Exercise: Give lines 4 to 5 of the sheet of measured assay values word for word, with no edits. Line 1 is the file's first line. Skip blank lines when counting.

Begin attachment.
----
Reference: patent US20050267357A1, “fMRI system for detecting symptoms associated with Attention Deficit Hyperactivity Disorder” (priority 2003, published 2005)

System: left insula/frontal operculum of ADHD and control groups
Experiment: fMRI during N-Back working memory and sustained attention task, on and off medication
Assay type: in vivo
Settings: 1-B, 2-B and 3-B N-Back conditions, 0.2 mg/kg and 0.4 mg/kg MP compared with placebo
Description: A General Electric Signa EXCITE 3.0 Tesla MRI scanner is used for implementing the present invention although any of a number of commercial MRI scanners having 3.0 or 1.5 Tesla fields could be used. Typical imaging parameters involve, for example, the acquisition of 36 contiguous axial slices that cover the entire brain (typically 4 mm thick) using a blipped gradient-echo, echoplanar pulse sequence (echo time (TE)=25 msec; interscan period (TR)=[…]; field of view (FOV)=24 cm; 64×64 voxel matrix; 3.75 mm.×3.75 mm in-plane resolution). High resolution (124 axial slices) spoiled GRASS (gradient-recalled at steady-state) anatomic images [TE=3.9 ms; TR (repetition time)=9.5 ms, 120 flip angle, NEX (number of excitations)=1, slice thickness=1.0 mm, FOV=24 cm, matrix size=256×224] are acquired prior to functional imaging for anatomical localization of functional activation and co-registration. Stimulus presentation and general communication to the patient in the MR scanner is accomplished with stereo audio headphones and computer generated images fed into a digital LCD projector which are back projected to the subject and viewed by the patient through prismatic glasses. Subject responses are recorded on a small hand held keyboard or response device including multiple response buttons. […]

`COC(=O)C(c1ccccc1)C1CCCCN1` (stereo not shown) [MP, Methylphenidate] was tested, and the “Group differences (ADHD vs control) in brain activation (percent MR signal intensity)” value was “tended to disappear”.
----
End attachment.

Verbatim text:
Assay type: in vivo
Settings: 1-B, 2-B and 3-B N-Back conditions, 0.2 mg/kg and 0.4 mg/kg MP compared with placebo